Marking Their Territory – Air Mail - Thanks to the tech crowd, San Francisco is now home to more dogs than children—and the city is forever changed - #technoskeptic #dystopia

Today in San Francisco—the city named for the patron saint of animals—dogs are so commonplace (and believed to bolster morale and ensure longer workdays) at companies including Lyft, Airbnb, Zynga, and the countless start-ups housed at dog-friendly WeWork that it’s unremarkable to see a golden retriever sitting at the cereal bar. (Lyft regularly hosts “yappy hours” and dog-fashion shows.)

But the culture that has emerged around dogs in San Francisco, where they now outnumber children, is truly state of the art. Pups are welcome nearly everywhere (even with no-pets-allowed landlords) if the pooch is declared an emotional-support animal, which was the case for every dog I encountered for this story. The city’s demographic is skewing younger and richer, and people are staying single for longer, having fewer children, and procuring dogs.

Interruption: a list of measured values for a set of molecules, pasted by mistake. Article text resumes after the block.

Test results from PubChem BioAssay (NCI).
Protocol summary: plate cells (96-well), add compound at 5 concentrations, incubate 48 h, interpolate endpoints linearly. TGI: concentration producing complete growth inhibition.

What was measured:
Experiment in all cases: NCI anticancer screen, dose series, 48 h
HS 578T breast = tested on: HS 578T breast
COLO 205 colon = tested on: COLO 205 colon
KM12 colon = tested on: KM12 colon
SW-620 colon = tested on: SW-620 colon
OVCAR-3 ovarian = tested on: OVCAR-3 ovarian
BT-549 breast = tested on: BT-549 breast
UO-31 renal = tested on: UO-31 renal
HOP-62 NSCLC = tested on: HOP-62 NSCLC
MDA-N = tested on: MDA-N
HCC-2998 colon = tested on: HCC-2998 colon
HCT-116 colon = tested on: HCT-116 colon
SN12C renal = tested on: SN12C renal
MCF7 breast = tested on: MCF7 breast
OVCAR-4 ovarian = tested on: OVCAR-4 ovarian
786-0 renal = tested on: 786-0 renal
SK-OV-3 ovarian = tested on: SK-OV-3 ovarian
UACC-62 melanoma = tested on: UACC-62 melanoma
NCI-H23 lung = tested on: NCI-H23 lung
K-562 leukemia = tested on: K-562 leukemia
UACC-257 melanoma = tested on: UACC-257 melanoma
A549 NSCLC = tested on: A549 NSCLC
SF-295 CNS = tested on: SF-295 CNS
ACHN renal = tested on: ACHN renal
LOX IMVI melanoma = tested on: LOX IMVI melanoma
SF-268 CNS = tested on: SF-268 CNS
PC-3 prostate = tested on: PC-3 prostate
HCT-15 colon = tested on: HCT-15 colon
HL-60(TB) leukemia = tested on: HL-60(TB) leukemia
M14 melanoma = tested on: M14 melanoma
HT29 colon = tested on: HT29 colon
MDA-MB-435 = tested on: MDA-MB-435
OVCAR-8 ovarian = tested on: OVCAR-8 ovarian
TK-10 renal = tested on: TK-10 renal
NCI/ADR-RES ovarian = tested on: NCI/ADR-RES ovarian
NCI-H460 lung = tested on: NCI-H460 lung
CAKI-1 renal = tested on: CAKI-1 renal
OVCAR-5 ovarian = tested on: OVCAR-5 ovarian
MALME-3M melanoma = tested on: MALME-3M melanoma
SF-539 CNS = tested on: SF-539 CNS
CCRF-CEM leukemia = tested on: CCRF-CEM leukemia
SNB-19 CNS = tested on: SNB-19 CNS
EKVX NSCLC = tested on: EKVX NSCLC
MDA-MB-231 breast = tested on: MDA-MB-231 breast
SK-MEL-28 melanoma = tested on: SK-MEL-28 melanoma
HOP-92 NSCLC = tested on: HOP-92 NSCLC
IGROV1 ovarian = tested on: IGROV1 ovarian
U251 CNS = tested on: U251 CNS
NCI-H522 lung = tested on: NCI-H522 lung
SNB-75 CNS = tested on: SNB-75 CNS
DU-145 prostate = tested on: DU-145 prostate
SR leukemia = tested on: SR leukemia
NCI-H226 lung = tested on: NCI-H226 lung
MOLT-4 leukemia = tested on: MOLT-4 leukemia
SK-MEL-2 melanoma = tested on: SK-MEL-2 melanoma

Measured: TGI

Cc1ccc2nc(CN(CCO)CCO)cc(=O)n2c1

“I get that dog walking is something of a luxury amenity,” says Levin, watching the scene unfold in front of us. “But it’s relatively tame compared to the other stuff that’s here now.” That new “dog life” now includes dog-centered happy hours, dog spas, dog co-working spaces, dog “resorts” that cost upward of $150 a night, canine massage parlors, and dog pool clubs. There is a puppy “junior high” and “high school” offered by the dog training service known as Puppy Prep (the Magna Cum Laude weekday package is $2,450), Chinese acupuncturists and French bakeries that exist only for dogs, and a members club called Doggy Style that costs owners up to $1,500-a-month. An annual daytime gay dance party at the Virgin Hotel benefitting a senior-dog rescue. And, when the time comes, one can even enlist the services of a dog-death doula."

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